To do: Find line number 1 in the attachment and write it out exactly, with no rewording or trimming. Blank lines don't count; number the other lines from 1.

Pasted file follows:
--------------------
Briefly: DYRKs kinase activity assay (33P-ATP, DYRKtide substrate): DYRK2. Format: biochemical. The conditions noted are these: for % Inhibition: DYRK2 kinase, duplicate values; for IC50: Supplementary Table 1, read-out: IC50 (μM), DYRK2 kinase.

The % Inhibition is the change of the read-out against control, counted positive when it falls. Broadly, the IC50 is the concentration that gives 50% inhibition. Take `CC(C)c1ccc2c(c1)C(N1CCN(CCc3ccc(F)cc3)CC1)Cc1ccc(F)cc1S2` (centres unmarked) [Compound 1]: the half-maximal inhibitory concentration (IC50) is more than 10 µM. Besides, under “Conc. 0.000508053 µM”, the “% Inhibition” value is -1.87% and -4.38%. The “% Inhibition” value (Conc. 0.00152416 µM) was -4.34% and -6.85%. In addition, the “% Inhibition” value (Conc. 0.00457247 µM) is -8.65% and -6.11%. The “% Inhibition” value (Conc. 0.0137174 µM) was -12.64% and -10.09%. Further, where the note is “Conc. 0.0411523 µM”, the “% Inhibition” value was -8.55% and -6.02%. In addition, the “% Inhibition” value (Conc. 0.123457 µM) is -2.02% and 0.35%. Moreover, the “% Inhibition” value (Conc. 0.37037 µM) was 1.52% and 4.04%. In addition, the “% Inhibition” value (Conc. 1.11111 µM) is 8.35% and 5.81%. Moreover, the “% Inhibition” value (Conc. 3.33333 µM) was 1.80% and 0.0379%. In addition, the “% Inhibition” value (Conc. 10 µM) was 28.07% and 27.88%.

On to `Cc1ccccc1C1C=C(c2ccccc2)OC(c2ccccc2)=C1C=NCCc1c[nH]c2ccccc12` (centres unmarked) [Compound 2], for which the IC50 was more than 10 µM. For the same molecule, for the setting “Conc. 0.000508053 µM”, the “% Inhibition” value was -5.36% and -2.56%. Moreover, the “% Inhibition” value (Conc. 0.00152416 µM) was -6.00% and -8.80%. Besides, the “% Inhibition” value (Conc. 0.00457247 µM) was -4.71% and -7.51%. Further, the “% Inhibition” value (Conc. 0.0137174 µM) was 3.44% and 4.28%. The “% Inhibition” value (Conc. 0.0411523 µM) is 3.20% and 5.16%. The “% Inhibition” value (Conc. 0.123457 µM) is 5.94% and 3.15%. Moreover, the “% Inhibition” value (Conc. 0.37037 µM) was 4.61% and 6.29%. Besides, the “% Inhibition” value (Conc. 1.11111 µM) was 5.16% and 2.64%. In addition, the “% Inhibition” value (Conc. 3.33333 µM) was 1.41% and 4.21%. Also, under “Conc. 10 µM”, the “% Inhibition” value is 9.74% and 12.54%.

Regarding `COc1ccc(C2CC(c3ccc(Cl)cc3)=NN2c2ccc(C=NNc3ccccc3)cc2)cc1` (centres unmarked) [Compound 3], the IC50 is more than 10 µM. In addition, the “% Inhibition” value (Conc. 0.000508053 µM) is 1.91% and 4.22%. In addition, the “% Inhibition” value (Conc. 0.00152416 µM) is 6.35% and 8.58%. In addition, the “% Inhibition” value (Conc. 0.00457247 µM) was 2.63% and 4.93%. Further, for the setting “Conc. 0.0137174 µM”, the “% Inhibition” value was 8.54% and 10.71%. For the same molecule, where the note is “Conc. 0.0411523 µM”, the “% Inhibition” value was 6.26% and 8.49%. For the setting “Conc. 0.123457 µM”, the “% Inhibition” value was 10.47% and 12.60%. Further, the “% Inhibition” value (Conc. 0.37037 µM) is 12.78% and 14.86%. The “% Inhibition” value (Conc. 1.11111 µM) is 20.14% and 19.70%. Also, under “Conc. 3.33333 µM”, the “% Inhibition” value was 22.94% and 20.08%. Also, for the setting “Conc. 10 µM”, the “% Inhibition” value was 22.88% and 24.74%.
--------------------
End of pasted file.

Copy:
Briefly: DYRKs kinase activity assay (33P-ATP, DYRKtide substrate): DYRK2. Format: biochemical. The conditions noted are these: for % Inhibition: DYRK2 kinase, duplicate values; for IC50: Supplementary Table 1, read-out: IC50 (μM), DYRK2 kinase.